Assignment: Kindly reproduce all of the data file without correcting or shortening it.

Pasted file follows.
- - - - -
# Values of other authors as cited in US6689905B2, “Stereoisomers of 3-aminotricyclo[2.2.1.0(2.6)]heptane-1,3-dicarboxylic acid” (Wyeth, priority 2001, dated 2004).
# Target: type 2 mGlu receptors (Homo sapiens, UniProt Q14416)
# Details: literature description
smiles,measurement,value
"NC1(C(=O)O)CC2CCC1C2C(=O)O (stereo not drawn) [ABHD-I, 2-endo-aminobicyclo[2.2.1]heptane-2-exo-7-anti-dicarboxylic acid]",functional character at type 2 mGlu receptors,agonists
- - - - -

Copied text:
# Values of other authors as cited in US6689905B2, “Stereoisomers of 3-aminotricyclo[2.2.1.0(2.6)]heptane-1,3-dicarboxylic acid” (Wyeth, priority 2001, dated 2004).
# Target: type 2 mGlu receptors (Homo sapiens, UniProt Q14416)
# Details: literature description
smiles,measurement,value
"NC1(C(=O)O)CC2CCC1C2C(=O)O (stereo not drawn) [ABHD-I, 2-endo-aminobicyclo[2.2.1]heptane-2-exo-7-anti-dicarboxylic acid]",functional character at type 2 mGlu receptors,agonists